Veganuary: The Vegan Movement Saving the World
For the past seven years, Veganuary has encouraged people worldwide to try out a Vegan lifestyle for the month of January. It’s more than just a pledge. It’s a non-profit organization that helps individuals, companies, and anyone interested in changing the world move toward plant-based eating. For more details about Veganuary and how it started, see our previous blog post titled Veganuary: The Vegan Movement Changing Lives.
There are many reasons why 402,206 people signed up for Veganuary in 2020, but more than half of them reported doing so for ethical reasons. The other 38% signed up with the hope of improving their health.1 Here we’ll talk about both benefits!
On the World Wildlife Fund's website you will find an animated graph illustrating the alarming 68% decline in the living animals on Earth since 1970.2 Exacerbating this problem is the harsh reality that half of our habitable land is used for agriculture and 94% of mammals occupying the planet (excluding humans) are livestock.3
Since sustainability has become a huge buzzword, people rarely consider its importance when discussing unsustainable practice. The current unsustainable method of raising animals for slaughter means that we cannot continue the practice if we hope to survive. The tragedy is that we will take much of the life on Earth with us. This is a major reason why organizations like Veganuary exist. The hope is to protect the environment for animals and humans alike!
Humanity’s method of producing food has an environmental effect that extends far beyond factory farming. This includes over-fishing our oceans and the use of unsustainable agricultural practices. As it stands, food production is responsible for ¼ of the planet’s greenhouse gas emissions.3 This is why Nutrition for Longevity uses sustainable farming practices to grow bountiful, chemical free harvests.
N4L also advocates for vegan and pescatarian eating because the science shows that eating less meat always results in a smaller carbon footprint than eating meat that is produced more sustainably. This is because the majority of greenhouse gas emissions come from farming livestock, not from the processing or packaging of meat.3 Thus, moving toward plant-based eating benefits the planet, but it also carries a multitude of health benefits!
Only 12.2% of American adults meet the daily recommended intake of fruits, and even fewer meet the daily recommended intake of vegetables.4 By now, people know that fruits and vegetables are the pillar of healthy eating. Plant foods provide essential vitamins, minerals, and fiber that help stave off illness and disease. A 2020 meta-analysis by Sakkas H, et al. touts veganism as “the prototype of a healthy diet related to gut microbiota, cardiovascular disease, diabetes, cancer, chronic kidney disease, cataracts, obesity, normal pregnancy outcomes, metabolic syndrome, the brain, bone health, and more.”5
Eliminating animal foods from your diet requires paying attention to the nutrients you are consuming, but this is something everybody would benefit from doing anyway! Just as many Americans are deficient in fruit and vegetable consumption, vegans can fall victim to eating too little protein, calcium and vitamin D. Fortunately, Nutrition for Longevity’s ready-made vegan meal plans offer a balance of carbohydrates, healthy fat, and protein. You can also choose our pescatarian or flexitarian meal plan. Whether it’s fresh salmon, quinoa, nuts or pea protein, the ingredients we use to flavor our dishes will provide you with the nutrition you need to keep going!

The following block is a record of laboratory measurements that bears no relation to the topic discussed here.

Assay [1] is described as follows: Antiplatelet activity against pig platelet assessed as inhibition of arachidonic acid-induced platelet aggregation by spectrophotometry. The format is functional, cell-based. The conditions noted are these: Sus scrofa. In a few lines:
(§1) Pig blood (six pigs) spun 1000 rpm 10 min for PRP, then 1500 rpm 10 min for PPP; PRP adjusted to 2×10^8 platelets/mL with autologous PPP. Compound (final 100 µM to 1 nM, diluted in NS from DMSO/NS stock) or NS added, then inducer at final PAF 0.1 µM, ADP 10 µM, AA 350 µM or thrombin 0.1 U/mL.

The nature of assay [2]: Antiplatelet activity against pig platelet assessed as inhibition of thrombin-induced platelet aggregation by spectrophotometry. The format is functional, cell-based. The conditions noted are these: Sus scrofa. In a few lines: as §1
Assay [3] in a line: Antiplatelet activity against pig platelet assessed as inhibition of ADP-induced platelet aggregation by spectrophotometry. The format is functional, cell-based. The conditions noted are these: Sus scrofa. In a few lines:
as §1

Easy Curried Chickpea Salad Sandwich
Keep it simple! Sourdough bread is often made with only 3 ingredients: water, flour, and a pinch of salt. For a gluten free option, this recipe works wonderfully with your favorite gluten free wrap.
Prep Time: 10 minutes
- 8 slices of artisan sourdough bread, or gluten free option
- 1 can chickpeas, drained and rinsed
- 1 medium carrot, diced small
- 3–4 green onions, chopped
- ¼ cup raisins
- ¼ cup hummus
- 2–3 Tbsp water
- Juice and zest of one lemon
- 2 tsp. curry powder
- ¼ tsp ground turmeric
- 1 cup micro greens or mixed salad greens of choice
- In a medium bowl, add 2–3 tbsp water to ¼ cup hummus. Mix until hummus has a mayonnaise-like consistency. Add more water, as necessary. Add lemon juice and zest, curry powder and turmeric. Mix until incorporated.
- Reserve ¼ cup whole chickpeas. In a separate bowl, mash remaining chickpeas with a potato masher to desired consistency. Add mixture to hummus. Fold in ¼ whole chickpeas.
- Add carrots, green onions, and raisins to chickpea salad. Mix until incorporated.
- Spread ¼ of chickpea salad on 4 slices of bread. Top with greens and finish with remaining 4 slices of bread.
- Veganuary 2020: Official Survey Results. Veganuary website. https://veganuary.com/en-us/veganuary-2020-official-survey-results/. Updated March 30, 2020. Accessed January 15, 2021.
- Living Planet Report 2020. WWF website. https://livingplanet.panda.org/en-US/. Accessed January 15, 2021.
- Ritchie, H., & Roser, M. Environmental impacts of food production. Our world data website. https://ourworldindata.org/environmental-impacts-of-food. Published January 2020. Accessed January 15, 2020.
- 2018 State Indicator Report on Fruits and Vegetables. CDC website. https://www.cdc.gov/nutrition/downloads/fruits-vegetables/2018/2018-fruit-vegetable-report-508.pdf. Published June 2018. Accessed January 15, 2021.
- Sakkas, H et al. Nutritional Status and the Influence of the Vegan Diet on the Gut Microbiota and Human Health. Medicina (Kaunas). 2020; 56(2): 88. doi: 10.3390/medicina56020088.